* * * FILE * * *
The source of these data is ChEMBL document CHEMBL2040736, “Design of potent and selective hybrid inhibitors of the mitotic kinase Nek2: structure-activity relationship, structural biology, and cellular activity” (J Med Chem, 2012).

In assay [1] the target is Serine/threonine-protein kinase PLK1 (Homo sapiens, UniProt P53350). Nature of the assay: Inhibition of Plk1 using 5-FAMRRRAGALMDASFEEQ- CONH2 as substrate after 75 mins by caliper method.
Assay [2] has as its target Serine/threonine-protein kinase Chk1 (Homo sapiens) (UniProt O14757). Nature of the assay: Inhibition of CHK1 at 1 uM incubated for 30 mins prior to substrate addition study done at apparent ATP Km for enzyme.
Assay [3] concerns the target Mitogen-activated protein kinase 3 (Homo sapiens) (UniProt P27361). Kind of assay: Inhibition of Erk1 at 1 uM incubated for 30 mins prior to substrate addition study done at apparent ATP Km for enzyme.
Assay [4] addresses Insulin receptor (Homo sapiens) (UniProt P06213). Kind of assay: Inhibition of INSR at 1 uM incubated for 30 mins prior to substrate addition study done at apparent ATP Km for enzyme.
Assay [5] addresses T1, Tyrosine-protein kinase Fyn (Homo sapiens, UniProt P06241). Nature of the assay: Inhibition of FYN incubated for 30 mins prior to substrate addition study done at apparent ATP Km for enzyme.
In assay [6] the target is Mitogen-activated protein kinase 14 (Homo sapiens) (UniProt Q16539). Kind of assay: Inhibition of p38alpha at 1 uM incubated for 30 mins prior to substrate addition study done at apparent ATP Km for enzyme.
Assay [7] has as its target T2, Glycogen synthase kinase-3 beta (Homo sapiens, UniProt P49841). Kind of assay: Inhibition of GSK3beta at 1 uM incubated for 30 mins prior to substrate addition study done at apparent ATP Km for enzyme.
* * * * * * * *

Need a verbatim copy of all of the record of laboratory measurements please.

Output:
The source of these data is ChEMBL document CHEMBL2040736, “Design of potent and selective hybrid inhibitors of the mitotic kinase Nek2: structure-activity relationship, structural biology, and cellular activity” (J Med Chem, 2012).

In assay [1] the target is Serine/threonine-protein kinase PLK1 (Homo sapiens, UniProt P53350). Nature of the assay: Inhibition of Plk1 using 5-FAMRRRAGALMDASFEEQ- CONH2 as substrate after 75 mins by caliper method.
Assay [2] has as its target Serine/threonine-protein kinase Chk1 (Homo sapiens) (UniProt O14757). Nature of the assay: Inhibition of CHK1 at 1 uM incubated for 30 mins prior to substrate addition study done at apparent ATP Km for enzyme.
Assay [3] concerns the target Mitogen-activated protein kinase 3 (Homo sapiens) (UniProt P27361). Kind of assay: Inhibition of Erk1 at 1 uM incubated for 30 mins prior to substrate addition study done at apparent ATP Km for enzyme.
Assay [4] addresses Insulin receptor (Homo sapiens) (UniProt P06213). Kind of assay: Inhibition of INSR at 1 uM incubated for 30 mins prior to substrate addition study done at apparent ATP Km for enzyme.
Assay [5] addresses T1, Tyrosine-protein kinase Fyn (Homo sapiens, UniProt P06241). Nature of the assay: Inhibition of FYN incubated for 30 mins prior to substrate addition study done at apparent ATP Km for enzyme.
In assay [6] the target is Mitogen-activated protein kinase 14 (Homo sapiens) (UniProt Q16539). Kind of assay: Inhibition of p38alpha at 1 uM incubated for 30 mins prior to substrate addition study done at apparent ATP Km for enzyme.
Assay [7] has as its target T2, Glycogen synthase kinase-3 beta (Homo sapiens, UniProt P49841). Kind of assay: Inhibition of GSK3beta at 1 uM incubated for 30 mins prior to substrate addition study done at apparent ATP Km for enzyme.